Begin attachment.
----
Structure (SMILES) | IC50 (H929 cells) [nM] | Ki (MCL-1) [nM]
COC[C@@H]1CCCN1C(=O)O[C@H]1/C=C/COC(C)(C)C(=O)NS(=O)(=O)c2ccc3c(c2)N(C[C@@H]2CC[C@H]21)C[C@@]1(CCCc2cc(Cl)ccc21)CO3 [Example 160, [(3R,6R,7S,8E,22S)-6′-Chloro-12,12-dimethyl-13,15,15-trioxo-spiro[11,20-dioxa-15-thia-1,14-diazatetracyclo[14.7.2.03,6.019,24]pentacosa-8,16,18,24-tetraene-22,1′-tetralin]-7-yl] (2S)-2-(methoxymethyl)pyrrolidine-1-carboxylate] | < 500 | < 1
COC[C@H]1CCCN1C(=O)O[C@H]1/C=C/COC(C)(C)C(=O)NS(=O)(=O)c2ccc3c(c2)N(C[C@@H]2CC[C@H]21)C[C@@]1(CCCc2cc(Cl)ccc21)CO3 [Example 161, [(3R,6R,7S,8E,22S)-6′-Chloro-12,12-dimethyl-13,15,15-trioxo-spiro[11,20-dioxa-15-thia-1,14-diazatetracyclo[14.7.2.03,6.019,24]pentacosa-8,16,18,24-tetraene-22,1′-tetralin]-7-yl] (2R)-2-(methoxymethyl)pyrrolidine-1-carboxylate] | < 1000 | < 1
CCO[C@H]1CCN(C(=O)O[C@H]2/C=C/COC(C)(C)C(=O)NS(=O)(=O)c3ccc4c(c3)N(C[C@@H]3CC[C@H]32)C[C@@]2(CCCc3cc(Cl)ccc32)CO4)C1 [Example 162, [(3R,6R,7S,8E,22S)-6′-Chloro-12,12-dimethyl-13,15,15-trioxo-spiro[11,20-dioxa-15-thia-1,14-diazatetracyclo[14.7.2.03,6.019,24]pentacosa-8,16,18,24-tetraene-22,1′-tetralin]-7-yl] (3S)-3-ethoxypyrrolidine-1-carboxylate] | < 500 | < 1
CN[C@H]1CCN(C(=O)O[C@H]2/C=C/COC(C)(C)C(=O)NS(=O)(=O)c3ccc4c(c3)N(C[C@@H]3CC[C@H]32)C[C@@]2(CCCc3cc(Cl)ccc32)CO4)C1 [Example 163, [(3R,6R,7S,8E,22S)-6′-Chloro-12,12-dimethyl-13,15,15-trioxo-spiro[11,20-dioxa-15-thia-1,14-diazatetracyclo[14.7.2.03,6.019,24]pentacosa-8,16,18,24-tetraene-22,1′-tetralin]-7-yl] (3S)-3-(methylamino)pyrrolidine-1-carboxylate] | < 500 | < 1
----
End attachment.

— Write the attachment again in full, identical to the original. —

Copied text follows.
Structure (SMILES) | IC50 (H929 cells) [nM] | Ki (MCL-1) [nM]
COC[C@@H]1CCCN1C(=O)O[C@H]1/C=C/COC(C)(C)C(=O)NS(=O)(=O)c2ccc3c(c2)N(C[C@@H]2CC[C@H]21)C[C@@]1(CCCc2cc(Cl)ccc21)CO3 [Example 160, [(3R,6R,7S,8E,22S)-6′-Chloro-12,12-dimethyl-13,15,15-trioxo-spiro[11,20-dioxa-15-thia-1,14-diazatetracyclo[14.7.2.03,6.019,24]pentacosa-8,16,18,24-tetraene-22,1′-tetralin]-7-yl] (2S)-2-(methoxymethyl)pyrrolidine-1-carboxylate] | < 500 | < 1
COC[C@H]1CCCN1C(=O)O[C@H]1/C=C/COC(C)(C)C(=O)NS(=O)(=O)c2ccc3c(c2)N(C[C@@H]2CC[C@H]21)C[C@@]1(CCCc2cc(Cl)ccc21)CO3 [Example 161, [(3R,6R,7S,8E,22S)-6′-Chloro-12,12-dimethyl-13,15,15-trioxo-spiro[11,20-dioxa-15-thia-1,14-diazatetracyclo[14.7.2.03,6.019,24]pentacosa-8,16,18,24-tetraene-22,1′-tetralin]-7-yl] (2R)-2-(methoxymethyl)pyrrolidine-1-carboxylate] | < 1000 | < 1
CCO[C@H]1CCN(C(=O)O[C@H]2/C=C/COC(C)(C)C(=O)NS(=O)(=O)c3ccc4c(c3)N(C[C@@H]3CC[C@H]32)C[C@@]2(CCCc3cc(Cl)ccc32)CO4)C1 [Example 162, [(3R,6R,7S,8E,22S)-6′-Chloro-12,12-dimethyl-13,15,15-trioxo-spiro[11,20-dioxa-15-thia-1,14-diazatetracyclo[14.7.2.03,6.019,24]pentacosa-8,16,18,24-tetraene-22,1′-tetralin]-7-yl] (3S)-3-ethoxypyrrolidine-1-carboxylate] | < 500 | < 1
CN[C@H]1CCN(C(=O)O[C@H]2/C=C/COC(C)(C)C(=O)NS(=O)(=O)c3ccc4c(c3)N(C[C@@H]3CC[C@H]32)C[C@@]2(CCCc3cc(Cl)ccc32)CO4)C1 [Example 163, [(3R,6R,7S,8E,22S)-6′-Chloro-12,12-dimethyl-13,15,15-trioxo-spiro[11,20-dioxa-15-thia-1,14-diazatetracyclo[14.7.2.03,6.019,24]pentacosa-8,16,18,24-tetraene-22,1′-tetralin]-7-yl] (3S)-3-(methylamino)pyrrolidine-1-carboxylate] | < 500 | < 1